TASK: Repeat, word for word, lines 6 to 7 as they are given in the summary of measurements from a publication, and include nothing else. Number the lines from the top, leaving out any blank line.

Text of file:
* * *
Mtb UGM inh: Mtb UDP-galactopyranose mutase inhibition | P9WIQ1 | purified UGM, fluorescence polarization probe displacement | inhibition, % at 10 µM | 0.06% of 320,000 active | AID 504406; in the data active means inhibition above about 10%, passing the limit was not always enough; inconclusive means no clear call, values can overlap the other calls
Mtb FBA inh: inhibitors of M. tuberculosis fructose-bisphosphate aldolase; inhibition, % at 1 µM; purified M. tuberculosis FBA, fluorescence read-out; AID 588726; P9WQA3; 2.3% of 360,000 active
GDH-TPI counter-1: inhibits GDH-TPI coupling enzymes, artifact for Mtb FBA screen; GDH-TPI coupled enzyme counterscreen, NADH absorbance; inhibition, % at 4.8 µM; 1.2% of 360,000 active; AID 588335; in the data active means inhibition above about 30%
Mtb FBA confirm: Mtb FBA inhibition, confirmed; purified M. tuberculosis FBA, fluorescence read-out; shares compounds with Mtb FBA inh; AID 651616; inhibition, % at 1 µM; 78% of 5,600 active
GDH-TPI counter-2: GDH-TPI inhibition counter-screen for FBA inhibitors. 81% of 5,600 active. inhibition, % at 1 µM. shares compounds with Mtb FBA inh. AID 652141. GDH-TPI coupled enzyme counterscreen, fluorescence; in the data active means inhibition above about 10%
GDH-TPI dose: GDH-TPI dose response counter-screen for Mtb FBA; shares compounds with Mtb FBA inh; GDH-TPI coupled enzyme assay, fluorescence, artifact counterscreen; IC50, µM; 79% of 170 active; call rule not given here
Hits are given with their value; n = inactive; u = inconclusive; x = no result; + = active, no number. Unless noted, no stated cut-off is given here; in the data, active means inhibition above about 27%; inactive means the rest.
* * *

GDH-TPI dose: GDH-TPI dose response counter-screen for Mtb FBA; shares compounds with Mtb FBA inh; GDH-TPI coupled enzyme assay, fluorescence, artifact counterscreen; IC50, µM; 79% of 170 active; call rule not given here
Hits are given with their value; n = inactive; u = inconclusive; x = no result; + = active, no number. Unless noted, no stated cut-off is given here; in the data, active means inhibition above about 27%; inactive means the rest.